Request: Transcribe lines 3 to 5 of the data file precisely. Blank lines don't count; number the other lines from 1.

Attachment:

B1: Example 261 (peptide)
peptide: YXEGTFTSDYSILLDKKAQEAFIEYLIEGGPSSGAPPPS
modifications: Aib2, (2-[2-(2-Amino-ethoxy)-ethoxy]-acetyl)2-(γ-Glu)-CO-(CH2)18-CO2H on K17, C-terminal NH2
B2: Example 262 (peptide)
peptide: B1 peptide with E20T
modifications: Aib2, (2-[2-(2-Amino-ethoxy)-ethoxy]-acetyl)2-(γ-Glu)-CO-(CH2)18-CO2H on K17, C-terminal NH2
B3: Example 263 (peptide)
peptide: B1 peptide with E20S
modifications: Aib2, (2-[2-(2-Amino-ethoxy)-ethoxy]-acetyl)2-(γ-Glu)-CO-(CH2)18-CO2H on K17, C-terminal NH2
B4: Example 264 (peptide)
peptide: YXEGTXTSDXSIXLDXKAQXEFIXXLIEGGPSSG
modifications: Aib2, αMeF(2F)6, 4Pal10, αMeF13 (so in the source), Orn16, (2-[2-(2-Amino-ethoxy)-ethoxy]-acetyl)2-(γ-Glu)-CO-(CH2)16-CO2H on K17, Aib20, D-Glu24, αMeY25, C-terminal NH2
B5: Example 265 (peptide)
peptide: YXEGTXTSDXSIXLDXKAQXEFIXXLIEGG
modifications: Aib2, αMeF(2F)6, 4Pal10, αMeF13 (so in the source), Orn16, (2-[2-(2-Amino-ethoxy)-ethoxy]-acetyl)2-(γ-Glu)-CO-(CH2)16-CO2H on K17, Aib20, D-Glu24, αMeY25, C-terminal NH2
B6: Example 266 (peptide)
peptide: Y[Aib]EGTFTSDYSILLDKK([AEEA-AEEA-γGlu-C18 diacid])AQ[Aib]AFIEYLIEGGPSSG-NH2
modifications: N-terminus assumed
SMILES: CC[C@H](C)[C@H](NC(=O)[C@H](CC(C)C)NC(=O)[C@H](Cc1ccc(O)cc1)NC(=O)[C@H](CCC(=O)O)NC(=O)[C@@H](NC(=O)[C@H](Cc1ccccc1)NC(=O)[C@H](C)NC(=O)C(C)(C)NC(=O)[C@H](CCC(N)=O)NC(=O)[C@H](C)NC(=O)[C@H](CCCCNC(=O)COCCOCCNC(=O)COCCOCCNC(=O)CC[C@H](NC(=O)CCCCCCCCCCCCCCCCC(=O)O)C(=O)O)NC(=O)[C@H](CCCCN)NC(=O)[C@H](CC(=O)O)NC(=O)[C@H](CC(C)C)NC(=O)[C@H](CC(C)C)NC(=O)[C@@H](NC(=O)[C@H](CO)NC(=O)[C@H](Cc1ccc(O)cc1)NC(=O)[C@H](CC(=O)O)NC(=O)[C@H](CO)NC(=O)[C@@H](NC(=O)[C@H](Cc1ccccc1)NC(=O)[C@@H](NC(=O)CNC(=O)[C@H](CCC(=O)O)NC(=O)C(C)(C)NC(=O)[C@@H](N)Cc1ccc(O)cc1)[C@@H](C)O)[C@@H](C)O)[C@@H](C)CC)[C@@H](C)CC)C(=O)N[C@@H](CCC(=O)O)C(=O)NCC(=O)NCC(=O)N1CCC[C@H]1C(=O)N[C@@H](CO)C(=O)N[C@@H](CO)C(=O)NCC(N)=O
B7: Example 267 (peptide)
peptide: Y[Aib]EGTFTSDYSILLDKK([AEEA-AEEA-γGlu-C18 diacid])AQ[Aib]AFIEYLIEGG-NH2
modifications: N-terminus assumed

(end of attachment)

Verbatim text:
modifications: Aib2, (2-[2-(2-Amino-ethoxy)-ethoxy]-acetyl)2-(γ-Glu)-CO-(CH2)18-CO2H on K17, C-terminal NH2
B2: Example 262 (peptide)
peptide: B1 peptide with E20T